“Mamunia” is perhaps the only song on the album that really speaks of the Lagos recording location at all. Although it's a folksy song it does seem to have just a touch of African flavor in the rhythmic style and feel. It's not something overt though, just a subtle kind of background color. “No Words” is another favorite of mine. A slower burning ballad of sorts, complete with sweet lyrics and a massive sounding chorus complete with big sounding guitars, strings and keys. It has a great guitar riff mid way through and suddenly as the band fades out it kicks in to a full fledged rocker... makes me kinda wish Paul left this one a little more extended to see where that rocker feel could really go.
“Picasso's Last Words (Drink to Me)” is a song with an interesting history. Based on the actual last moments of Picasso's life, it came out of a discussion Paul had with Dustin Hoffman oddly enough. The two met at some point (in Jamaica I believe) and Hoffman was telling Paul about how much he admires Picasso, about how the great artist eventually died and how some of his last words to his friends were simply “Drink to me, drink to my health, you know I can't drink anymore”. Apparently Paul liked it so much he sat down and wrote the basis for the song right then and there. It's a great song too, sweet and sort of floating yet grandiose and a few shifts in feel throughout. It's built around a rhythmic beat, giving it a slightly mechanical feel at times as well. Kinda fun though, complete with the echoes of a great party and bouncy (or plumby as I believe Paul described them at one point) bassoon parts. This song also features echos of “Jet” and “Mrs Vanderbilt” throughout sort of tying things together for this whole concept album idea.
The album closes with “Nineteen Hundred Eighty Five”, another great song. With it's driving piano and beat, this one turns things up a notch to close out the album on a rocker... and rock it does. I really like this song both as a stand alone and as a closer for this work. As a standalone it's catchy and gets you moving with it's rhythm both in terms of the instrumentation and it's rhythmic vocal style, not to mention the building melodic layers. As an album closer it kinda emphasizes the whole feeling of “being on the run” where the middle songs seem more laid back for the most part, this one has energy and strong movement throughout. It also has more stellar guitar work and builds to a massive climax with huge orchestral horns, synths and vocal exclamations by the end, serving as a great coda for the complete work before the final echo of “Band on the Run”. Rock and roll doesn't get a whole lot better than this.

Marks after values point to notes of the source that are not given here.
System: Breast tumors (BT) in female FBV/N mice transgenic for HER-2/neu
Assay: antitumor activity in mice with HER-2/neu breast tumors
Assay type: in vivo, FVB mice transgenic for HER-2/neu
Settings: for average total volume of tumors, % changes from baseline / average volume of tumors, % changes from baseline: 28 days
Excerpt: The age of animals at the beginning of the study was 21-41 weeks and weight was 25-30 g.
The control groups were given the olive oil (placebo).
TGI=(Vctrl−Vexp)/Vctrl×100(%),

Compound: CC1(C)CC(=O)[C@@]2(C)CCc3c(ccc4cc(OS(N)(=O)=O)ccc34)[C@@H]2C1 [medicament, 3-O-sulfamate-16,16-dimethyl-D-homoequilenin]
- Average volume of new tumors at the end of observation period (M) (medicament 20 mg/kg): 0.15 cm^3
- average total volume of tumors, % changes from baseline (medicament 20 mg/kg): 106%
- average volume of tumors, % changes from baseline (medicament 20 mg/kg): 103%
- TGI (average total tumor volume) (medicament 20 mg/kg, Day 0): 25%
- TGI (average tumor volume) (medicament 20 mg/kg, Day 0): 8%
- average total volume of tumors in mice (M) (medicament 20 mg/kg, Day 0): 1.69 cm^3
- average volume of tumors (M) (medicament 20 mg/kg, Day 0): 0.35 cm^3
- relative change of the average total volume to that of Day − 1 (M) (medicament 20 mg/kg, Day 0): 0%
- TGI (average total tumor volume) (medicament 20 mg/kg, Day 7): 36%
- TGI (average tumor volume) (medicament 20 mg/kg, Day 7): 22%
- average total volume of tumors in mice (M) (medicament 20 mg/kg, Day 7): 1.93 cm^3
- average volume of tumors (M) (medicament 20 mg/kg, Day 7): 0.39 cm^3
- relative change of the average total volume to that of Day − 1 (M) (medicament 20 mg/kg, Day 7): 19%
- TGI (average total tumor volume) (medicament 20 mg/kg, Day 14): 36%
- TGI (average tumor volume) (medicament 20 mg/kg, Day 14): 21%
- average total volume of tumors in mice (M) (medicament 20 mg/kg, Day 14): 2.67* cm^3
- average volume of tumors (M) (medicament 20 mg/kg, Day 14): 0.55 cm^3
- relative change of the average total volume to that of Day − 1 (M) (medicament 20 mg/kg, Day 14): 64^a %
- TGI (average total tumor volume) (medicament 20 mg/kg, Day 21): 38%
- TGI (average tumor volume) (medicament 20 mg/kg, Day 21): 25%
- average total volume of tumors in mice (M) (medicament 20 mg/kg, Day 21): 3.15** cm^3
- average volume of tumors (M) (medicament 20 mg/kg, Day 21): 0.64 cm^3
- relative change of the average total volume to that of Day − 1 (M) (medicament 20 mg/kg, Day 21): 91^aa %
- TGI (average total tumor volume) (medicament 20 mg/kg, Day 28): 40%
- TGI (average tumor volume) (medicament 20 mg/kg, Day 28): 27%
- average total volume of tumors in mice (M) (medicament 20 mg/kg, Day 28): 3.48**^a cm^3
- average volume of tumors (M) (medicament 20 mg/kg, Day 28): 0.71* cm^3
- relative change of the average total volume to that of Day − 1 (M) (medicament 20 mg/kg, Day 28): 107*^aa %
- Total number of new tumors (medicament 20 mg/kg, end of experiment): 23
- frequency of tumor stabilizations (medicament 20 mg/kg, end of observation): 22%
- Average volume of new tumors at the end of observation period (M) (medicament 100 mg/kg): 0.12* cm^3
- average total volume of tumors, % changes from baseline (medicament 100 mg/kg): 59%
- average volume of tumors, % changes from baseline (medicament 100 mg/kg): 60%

So, does it really work as a concept album? Well that's tough to say. It's certainly not an explicit concept throughout, and each song really is quite unique for the most part. The songs that echo previous ones do help stitch things together more explicitly, but as a whole it's more so one of those quasi-concept albums that just seem to work as a whole, as opposed to being strict to their concept. Some albums with a unified theme need to stick to that theme really to be effective, but in this case it's more about feel than anything else. These songs feel like part of the same whole, and so they work equally as part of that whole and on their own.
When discussing Band on the Run we also have to mention the song “Hellen Wheels”... a track some of you might have through I forgot about or ignored for some reason... not true! This song was actually not part of the original album, but was released as a single prior to the album's release. In the U.K., this song did not appear as part of the album, but seeing as how it was already a bit of a hit in the U.S. McCartney was convinced to include it on the second half for the release in that country. As a song it's a good rocker that feels very much like a road song as you might expect from it's title, complete with great guitars and a catchy sound. There's a reason it was a hit in America, but truth be told it doesn't entirely fit with the feel of the album (although you can argue that it does fit the thematic idea). Overall I prefer the track listing of the U.K. album, as it's really what McCartney intended. “Hellen Wheels” is a great song, I just prefer it outside of this album.
Let's not forget the iconic cover as part of this discussion either. Certainly slightly reminiscent of a certain Beatles work that's already been mentioned once in comparison, there's a few interesting people caught in the spotlight with Paul and Linda on this one. Actor Christopher Lee is in there, as is then member of parliament Clemont Freud, movie star James Coburn and boxer and fellow Liverpool-ite John Conteh. Not quite the same cast of stars used on Sgt Pepper, but still some major people of the times, albeit a bit of a random bunch. Overall I think it's just the image itself, the color and style used that have made it so iconic though. It's dynamic and warm and fits the theme, I mean for an album called Band on the Run could you really have picked a better cover?
And so there we go... the classic Paul McCartney and Wings album: Band on the Run.
It's an album with great music and a really interesting history behind it. What more can really be said, it's great, a classic, you should own it if you like great classic rock and roll... end of story.
This album has been released in recent years in a number of versions. The regular re-release can be found from Amazon here: Band on the Run
Or if you're like me, I highly recommend going for the 3CD+DVD edition here: Band On The Run [Deluxe Edition - 3CD+1DVD Combo]